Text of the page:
FRANKFORT, Ky. — Sen. Ralph Alvarado, R-Winchester, a physician running for lieutenant governor with Gov. Matt Bevin, recently sat down with The Bottom Line to discuss what can be done to address the state’s biggest issues.
Officials at the Kentucky Retirement System (KRS) have recently stated they feel the plan has finally “bottomed out” and expect to see improvements in the funding levels in the coming years. This news comes after the legislature and governor have started to put record amounts of money into the pension systems in recent years and reforms were made to KRS in 2013 to help with the future of the plan.
When asked if this news is an indication that lawmakers should simply continue funding and take any reforms to the pension plans off the table, or if additional reforms are still needed to ensure the long-term health of the plans, Alvarado said he believes changes will be needed, especially to the Kentucky Teachers’ Retirement System (KTRS).
“We have put in (more money) than anyone before, the only governor to put in that much money. And despite that, they still had a negative cash flow. That needs to be changed. The only way you’re going to change that is going to be with structural changes going forward,” Alvarado said. “I think without it, you’re not going to see the system survive.”
With the need for more money to go toward the pension systems, legislators have begun to tackle changes to the state’s tax code in recent years. With a goal of moving toward a more consumption-based tax code seen in surrounding states like Tennessee, Alvarado said Bevin and some other Republican lawmakers are interested in being aggressive and accomplishing substantial reforms in 2020, while avoiding missteps made by other states who moved too quickly and almost went bankrupt.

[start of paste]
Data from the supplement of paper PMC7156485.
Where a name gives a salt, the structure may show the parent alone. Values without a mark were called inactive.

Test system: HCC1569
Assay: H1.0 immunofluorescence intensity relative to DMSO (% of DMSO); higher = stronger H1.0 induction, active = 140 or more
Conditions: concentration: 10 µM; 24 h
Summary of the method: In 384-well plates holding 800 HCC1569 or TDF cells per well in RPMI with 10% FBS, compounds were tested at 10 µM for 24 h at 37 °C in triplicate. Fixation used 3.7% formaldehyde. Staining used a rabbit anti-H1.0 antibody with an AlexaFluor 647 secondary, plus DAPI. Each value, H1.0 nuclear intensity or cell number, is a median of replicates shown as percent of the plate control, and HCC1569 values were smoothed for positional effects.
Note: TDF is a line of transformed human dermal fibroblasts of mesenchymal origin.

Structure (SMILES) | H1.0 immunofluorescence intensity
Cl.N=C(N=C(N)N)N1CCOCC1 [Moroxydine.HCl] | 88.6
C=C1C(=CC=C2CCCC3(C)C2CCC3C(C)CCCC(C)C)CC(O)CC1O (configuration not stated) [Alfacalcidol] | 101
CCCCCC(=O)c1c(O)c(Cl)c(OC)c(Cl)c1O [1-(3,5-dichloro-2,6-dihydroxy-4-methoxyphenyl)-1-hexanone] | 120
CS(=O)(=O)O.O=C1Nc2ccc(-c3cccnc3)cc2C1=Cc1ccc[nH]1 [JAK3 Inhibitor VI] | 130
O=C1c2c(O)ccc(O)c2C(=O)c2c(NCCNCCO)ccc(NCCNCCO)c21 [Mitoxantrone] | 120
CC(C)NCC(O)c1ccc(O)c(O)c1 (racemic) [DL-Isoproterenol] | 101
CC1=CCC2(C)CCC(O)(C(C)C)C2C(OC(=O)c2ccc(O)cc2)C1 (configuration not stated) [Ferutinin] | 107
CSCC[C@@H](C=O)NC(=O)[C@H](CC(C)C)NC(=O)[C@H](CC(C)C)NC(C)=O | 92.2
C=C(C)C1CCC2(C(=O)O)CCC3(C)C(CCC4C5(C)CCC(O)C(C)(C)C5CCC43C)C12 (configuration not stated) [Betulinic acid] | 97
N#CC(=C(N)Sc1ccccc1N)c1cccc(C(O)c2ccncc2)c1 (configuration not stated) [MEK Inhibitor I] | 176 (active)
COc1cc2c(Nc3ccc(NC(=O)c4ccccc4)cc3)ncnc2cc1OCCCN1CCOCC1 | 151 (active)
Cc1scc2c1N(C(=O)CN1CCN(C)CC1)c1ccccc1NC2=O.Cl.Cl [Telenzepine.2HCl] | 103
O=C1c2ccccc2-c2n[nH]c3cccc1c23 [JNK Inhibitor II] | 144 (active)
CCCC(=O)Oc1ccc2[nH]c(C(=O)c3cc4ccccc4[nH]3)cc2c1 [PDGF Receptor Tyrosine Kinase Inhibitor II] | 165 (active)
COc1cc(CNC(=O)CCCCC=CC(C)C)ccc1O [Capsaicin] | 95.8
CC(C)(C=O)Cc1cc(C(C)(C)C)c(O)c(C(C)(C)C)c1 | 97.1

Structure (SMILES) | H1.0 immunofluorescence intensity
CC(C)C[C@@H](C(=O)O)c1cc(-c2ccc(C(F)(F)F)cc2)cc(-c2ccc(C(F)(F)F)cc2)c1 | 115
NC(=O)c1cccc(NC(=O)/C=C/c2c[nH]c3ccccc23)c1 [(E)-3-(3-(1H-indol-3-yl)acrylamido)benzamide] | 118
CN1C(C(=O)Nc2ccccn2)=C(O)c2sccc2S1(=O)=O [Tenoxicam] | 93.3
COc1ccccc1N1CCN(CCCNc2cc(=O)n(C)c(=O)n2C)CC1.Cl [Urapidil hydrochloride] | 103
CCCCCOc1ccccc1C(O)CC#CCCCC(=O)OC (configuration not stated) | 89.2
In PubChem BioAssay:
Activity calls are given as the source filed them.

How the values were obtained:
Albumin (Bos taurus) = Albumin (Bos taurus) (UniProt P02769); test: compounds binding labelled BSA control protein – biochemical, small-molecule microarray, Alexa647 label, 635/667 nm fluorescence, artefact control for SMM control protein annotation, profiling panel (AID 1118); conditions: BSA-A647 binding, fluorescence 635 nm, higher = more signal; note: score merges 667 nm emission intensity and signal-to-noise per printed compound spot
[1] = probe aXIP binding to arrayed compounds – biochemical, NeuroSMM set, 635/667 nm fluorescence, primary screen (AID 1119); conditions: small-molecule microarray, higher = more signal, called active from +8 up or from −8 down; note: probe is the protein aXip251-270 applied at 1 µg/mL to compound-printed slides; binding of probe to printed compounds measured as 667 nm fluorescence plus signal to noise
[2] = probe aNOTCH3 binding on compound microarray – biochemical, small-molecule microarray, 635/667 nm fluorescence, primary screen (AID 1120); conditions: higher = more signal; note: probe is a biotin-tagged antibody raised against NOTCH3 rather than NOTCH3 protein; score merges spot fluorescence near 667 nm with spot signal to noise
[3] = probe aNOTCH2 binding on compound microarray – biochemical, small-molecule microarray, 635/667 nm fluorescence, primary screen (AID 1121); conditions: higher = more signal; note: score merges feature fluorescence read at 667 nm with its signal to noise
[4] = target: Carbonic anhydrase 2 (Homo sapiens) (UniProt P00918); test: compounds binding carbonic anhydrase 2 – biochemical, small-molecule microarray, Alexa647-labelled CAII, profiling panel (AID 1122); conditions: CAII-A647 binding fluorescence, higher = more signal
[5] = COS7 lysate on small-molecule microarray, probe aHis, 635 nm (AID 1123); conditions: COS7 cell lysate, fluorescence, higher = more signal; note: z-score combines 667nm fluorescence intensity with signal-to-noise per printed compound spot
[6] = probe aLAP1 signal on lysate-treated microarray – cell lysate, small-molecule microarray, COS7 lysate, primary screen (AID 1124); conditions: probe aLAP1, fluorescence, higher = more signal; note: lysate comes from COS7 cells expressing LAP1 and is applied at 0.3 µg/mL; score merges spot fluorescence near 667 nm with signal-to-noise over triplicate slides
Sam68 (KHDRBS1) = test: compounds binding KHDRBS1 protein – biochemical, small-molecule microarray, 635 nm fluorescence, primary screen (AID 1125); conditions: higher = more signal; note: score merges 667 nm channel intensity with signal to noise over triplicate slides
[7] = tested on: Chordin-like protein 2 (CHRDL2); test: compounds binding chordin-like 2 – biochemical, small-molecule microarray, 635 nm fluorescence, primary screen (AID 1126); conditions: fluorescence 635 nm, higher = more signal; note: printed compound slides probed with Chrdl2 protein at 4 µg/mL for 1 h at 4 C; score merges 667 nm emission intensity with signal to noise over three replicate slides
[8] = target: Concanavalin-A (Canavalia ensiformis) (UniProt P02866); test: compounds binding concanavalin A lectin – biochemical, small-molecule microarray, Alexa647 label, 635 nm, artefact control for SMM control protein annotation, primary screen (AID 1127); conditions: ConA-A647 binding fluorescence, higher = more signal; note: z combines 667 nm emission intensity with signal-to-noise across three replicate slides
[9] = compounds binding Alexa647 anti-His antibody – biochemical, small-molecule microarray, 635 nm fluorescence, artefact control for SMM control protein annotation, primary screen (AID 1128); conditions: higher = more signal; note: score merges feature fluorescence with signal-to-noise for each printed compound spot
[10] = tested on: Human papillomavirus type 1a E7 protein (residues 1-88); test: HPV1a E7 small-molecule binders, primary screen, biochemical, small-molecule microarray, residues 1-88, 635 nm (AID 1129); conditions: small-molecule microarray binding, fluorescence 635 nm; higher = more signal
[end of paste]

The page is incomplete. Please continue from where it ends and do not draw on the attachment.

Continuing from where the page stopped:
“You saw some of those consumption-based taxes pass a couple years ago. I think you are going to see other things added to that, it might be services, it might just be an increase in sales tax,” Alvarado said, adding that Bevin wants to see a repeal of the death tax to encourage people to stay in Kentucky and other tax policies.
A policy that could potentially be coupled with other tax reforms is increased infrastructure investment. After years of discussion about the need to make changes to the state’s gas tax and other aspects of the state’s road fund as Kentucky loses federal money and struggles to fund critical infrastructure, Alvarado said while it will be difficult to get the policy passed, he does believe those changes can be accomplished in 2020 if it is part of a larger package (discussion at 8:00 in the video below).
Kentucky continues to struggle with addiction issues with the opioid crisis taking center stage in recent years. As a physician, Alvarado says the epidemic is like a bucket with 50 holes and while a few holes have been plugged, there is still much more to do. He stated the attention on the issue recently has started to make a difference as patients come to him asking they not be put on anything addictive after a surgery and medical professionals embracing change when it comes to how they address pain.
“It’s going to take a combined effort from our churches, community leaders, political leaders, the business community, people going through substance abuse treatment now and have gotten through and to the other side of it help educate others because they’ve gone through it and know what to expect, and to start making more treatment options available,” Alvarado said (discussion starting at 4:30).
Watch the full interview segment with Alvarado below: